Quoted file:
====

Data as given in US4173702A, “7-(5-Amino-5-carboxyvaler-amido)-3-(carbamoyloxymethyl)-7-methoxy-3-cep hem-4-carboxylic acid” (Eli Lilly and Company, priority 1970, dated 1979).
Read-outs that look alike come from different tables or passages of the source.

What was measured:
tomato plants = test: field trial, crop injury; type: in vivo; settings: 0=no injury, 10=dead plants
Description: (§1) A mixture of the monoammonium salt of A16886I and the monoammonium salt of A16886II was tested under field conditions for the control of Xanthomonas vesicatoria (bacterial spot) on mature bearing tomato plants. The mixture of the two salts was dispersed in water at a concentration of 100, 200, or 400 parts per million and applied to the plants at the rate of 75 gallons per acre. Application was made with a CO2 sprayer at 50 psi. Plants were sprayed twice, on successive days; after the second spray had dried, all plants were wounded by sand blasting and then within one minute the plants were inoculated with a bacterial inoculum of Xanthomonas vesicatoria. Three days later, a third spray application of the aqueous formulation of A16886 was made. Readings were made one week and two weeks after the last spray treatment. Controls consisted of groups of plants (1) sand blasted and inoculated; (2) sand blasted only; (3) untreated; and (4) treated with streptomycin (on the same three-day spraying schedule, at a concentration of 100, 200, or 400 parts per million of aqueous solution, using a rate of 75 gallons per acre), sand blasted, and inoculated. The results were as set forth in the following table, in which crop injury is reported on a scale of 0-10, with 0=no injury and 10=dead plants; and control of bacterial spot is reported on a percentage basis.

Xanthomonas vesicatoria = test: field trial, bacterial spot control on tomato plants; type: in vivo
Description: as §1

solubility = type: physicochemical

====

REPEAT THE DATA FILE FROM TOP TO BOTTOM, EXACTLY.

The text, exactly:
Data as given in US4173702A, “7-(5-Amino-5-carboxyvaler-amido)-3-(carbamoyloxymethyl)-7-methoxy-3-cep hem-4-carboxylic acid” (Eli Lilly and Company, priority 1970, dated 1979).
Read-outs that look alike come from different tables or passages of the source.

What was measured:
tomato plants = test: field trial, crop injury; type: in vivo; settings: 0=no injury, 10=dead plants
Description: (§1) A mixture of the monoammonium salt of A16886I and the monoammonium salt of A16886II was tested under field conditions for the control of Xanthomonas vesicatoria (bacterial spot) on mature bearing tomato plants. The mixture of the two salts was dispersed in water at a concentration of 100, 200, or 400 parts per million and applied to the plants at the rate of 75 gallons per acre. Application was made with a CO2 sprayer at 50 psi. Plants were sprayed twice, on successive days; after the second spray had dried, all plants were wounded by sand blasting and then within one minute the plants were inoculated with a bacterial inoculum of Xanthomonas vesicatoria. Three days later, a third spray application of the aqueous formulation of A16886 was made. Readings were made one week and two weeks after the last spray treatment. Controls consisted of groups of plants (1) sand blasted and inoculated; (2) sand blasted only; (3) untreated; and (4) treated with streptomycin (on the same three-day spraying schedule, at a concentration of 100, 200, or 400 parts per million of aqueous solution, using a rate of 75 gallons per acre), sand blasted, and inoculated. The results were as set forth in the following table, in which crop injury is reported on a scale of 0-10, with 0=no injury and 10=dead plants; and control of bacterial spot is reported on a percentage basis.

Xanthomonas vesicatoria = test: field trial, bacterial spot control on tomato plants; type: in vivo
Description: as §1

solubility = type: physicochemical